Animal Law

New Interest in Estate Planning for Pets

Only a select few are able to follow Leona Helmsley’s lead and leave a pet $12 million as part of an estate plan. But news of the massive trust she set up for her dog—to whom the hotel and real estate magnate gave more than any other individual beneficiary—is helping to raise awareness that those of more modest means can also provide in their wills for Fido and Fluffy.

A trust is one way to do so. Most states now have laws that make it relatively easy to set up so-called statutory pet trusts, funded either from estate assets or by a life insurance policy that names the trustee as beneficiary, explains USA Today. Other options include leaving money to a trusted relative or friend to pay for the pet’s care, and setting up a bank account in advance that names the individual as beneficiary.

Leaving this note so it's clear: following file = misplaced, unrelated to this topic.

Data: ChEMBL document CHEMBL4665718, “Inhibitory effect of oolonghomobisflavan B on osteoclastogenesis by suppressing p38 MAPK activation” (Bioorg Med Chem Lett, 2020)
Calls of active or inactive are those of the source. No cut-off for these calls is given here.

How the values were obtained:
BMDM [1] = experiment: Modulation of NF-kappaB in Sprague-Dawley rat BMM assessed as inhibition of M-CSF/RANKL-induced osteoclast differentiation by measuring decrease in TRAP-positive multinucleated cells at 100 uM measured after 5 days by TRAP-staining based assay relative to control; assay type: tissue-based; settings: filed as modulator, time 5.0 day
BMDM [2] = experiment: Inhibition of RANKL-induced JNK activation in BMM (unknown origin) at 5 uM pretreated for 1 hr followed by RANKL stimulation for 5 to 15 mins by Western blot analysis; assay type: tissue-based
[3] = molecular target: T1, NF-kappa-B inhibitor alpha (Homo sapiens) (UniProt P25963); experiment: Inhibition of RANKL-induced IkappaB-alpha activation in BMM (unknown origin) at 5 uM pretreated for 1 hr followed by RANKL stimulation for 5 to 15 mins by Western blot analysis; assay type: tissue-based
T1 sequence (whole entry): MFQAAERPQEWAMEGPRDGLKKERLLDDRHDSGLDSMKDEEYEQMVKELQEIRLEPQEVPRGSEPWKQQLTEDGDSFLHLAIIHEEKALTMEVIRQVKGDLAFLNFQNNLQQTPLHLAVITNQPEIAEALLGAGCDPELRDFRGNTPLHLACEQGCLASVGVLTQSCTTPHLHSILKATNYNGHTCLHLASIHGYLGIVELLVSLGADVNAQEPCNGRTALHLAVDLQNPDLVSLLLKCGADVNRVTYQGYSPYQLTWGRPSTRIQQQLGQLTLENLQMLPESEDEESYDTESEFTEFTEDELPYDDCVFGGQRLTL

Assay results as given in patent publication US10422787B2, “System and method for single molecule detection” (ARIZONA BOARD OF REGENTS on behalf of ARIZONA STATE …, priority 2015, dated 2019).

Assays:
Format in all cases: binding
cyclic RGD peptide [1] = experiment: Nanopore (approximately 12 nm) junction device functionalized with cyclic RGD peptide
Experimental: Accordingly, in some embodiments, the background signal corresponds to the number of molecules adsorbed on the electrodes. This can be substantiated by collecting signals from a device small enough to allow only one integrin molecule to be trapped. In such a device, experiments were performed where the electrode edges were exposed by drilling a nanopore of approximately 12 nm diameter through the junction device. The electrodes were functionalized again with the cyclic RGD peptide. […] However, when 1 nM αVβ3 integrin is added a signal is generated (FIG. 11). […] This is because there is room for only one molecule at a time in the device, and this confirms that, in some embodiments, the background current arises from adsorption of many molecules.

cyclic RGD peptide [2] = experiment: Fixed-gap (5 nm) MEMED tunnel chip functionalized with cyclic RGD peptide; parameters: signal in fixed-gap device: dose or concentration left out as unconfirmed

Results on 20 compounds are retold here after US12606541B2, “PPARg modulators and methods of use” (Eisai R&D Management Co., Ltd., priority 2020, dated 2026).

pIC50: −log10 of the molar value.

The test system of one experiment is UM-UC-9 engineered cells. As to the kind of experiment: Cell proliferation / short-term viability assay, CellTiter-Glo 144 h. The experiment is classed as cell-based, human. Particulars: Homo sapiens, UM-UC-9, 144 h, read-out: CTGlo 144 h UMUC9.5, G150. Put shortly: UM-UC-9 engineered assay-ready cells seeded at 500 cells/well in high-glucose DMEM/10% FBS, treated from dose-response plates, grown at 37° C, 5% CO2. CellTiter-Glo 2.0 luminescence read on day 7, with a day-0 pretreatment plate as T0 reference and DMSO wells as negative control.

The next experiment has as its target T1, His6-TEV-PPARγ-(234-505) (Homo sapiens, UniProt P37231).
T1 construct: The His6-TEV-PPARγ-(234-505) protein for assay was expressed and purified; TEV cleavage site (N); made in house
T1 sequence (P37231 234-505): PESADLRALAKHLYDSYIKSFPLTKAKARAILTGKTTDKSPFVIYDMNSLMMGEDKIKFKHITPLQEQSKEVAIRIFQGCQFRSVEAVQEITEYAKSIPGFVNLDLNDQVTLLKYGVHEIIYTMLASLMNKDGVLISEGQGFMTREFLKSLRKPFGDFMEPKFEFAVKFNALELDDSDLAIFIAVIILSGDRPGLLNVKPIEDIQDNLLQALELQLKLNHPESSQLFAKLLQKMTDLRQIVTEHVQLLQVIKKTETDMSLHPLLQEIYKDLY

If worst comes to worst, “You always know someone will take care of your kids, but you don’t know that someone will take care of your cats,” says Lacie O’Daire, a Cleveland attorney who has established pet trusts. She practices with Walter & Haverfield.

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